# Can any countably generated k-algebra occur as the ring of global sections of some variety?

In the answer to this question we saw that there exists a nonsingular quasi-projective threefold over a field with non-finitely generated global sections.

I was talking about this previous question today and the following question came up - given any countably generated noetherian k-algebra R which is an integral domain and whose field of fractions has finite transcendence degree over k, where k is a field does there exist some quasi-projective variety X (by variety I mean an integral separated scheme of finite type over k) such that the ring of global sections of X is R?

It is possible one needs more hypotheses to make this work - if this is false I think it would be interesting to know the class of algebras which can occur.

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No. Take k[t] and invert countably many relatively prime polynomials. This obeys all of your adjectives (localization preserves noetherianness, the others are obvious.)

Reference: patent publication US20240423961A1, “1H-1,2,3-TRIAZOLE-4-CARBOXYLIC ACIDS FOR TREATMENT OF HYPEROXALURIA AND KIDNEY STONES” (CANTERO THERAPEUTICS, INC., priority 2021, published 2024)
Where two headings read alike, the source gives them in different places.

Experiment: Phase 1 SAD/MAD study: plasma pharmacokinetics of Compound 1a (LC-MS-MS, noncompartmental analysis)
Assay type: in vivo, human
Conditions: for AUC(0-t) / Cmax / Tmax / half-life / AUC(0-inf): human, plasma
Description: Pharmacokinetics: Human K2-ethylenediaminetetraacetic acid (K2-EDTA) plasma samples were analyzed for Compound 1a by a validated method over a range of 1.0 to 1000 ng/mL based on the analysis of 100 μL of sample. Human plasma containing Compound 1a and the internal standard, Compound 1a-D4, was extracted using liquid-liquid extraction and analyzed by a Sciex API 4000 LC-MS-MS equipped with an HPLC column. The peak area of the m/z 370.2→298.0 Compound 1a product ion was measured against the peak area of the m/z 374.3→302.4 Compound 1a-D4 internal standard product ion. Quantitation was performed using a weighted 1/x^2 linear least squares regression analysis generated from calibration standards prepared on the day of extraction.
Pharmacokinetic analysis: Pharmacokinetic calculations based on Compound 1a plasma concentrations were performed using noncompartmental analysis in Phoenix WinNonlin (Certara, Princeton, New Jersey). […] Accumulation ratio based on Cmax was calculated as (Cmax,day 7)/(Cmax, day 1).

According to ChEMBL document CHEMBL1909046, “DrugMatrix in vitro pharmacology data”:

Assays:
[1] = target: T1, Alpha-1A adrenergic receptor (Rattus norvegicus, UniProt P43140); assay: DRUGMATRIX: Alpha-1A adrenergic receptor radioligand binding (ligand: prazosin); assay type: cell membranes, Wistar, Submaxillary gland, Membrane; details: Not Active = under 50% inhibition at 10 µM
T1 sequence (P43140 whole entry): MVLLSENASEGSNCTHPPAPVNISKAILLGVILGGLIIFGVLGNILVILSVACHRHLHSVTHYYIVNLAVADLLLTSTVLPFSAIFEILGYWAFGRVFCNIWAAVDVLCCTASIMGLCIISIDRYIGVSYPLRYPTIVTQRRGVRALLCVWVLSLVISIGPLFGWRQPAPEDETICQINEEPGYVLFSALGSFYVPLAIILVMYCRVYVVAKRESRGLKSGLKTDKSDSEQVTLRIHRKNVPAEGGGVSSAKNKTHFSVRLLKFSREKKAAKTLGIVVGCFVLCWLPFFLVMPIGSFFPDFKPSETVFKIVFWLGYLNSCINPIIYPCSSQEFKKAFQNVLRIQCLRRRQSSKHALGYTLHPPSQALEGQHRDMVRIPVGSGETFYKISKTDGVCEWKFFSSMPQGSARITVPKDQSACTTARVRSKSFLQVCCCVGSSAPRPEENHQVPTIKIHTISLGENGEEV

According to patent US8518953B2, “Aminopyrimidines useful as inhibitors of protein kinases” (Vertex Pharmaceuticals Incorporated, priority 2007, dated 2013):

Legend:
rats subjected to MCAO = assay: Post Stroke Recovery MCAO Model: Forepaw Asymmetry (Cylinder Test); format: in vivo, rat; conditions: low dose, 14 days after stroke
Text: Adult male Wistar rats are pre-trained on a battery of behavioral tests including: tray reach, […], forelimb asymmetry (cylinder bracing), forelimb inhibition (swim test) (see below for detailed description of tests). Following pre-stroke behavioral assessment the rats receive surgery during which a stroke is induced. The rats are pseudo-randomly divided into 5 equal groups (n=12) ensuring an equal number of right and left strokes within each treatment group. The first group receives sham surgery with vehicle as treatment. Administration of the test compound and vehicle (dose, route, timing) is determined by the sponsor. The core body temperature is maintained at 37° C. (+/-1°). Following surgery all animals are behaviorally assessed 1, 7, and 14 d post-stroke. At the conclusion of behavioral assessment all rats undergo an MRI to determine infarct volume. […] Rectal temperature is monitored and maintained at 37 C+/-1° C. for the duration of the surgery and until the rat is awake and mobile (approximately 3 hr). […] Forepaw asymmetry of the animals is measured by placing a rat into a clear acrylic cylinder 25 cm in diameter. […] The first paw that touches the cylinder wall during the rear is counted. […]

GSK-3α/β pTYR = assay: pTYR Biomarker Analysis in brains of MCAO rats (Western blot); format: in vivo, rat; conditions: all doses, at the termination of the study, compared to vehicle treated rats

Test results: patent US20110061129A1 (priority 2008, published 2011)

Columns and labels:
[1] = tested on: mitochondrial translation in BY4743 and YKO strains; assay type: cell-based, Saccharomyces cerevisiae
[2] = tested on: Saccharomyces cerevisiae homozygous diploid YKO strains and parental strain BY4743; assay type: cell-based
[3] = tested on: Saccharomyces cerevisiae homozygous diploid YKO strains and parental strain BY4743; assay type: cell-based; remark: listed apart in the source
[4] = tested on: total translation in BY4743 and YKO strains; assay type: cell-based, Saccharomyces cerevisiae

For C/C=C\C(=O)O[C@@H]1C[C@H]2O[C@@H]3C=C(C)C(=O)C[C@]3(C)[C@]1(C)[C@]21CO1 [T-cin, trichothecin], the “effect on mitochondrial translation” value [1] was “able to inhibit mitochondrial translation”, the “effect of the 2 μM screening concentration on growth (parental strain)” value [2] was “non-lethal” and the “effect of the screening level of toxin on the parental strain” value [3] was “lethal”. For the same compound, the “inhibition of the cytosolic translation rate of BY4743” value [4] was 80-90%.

However, a ring of global sections must be a subring of some finitely generated k-algebra. (I pointed this out in the last discussion.) Hence, its unit group must be a subgroup of the group of units of a finitely generated k-algebra. If A is any finitely generated k-algebra, then Units(A)/Units(k) is a finitely generated abelian group, and thus can't contain the countably generated group of the above example.

I can't find a reference for the fact about Units(A)/Units(k) at the moment, Tevelev describes this as well known.

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The fact that Units(A)/Units(k) is finitely generated is easy, at least if A is integral: One may first assume that A is normal by replacing it by its normalisation. If X is a normal compactification of Spec(A) then any unit is determined by its divisor on X upto a unit in k and the divisors supported on the complement of Spec(A) clearly form a finitely generated abelian group. –  ulrich Apr 16 '10 at 9:02
Contd. Finite generation of Units(A)/Units(k) is not true if A is not reduced (consider the ring k[x]/x^2); the general reduced case can be deduced from the integral case by localisation. (One must also assume that k is the "constant field", otherwise A could simply be a finite extension of k.) –  ulrich Apr 16 '10 at 9:24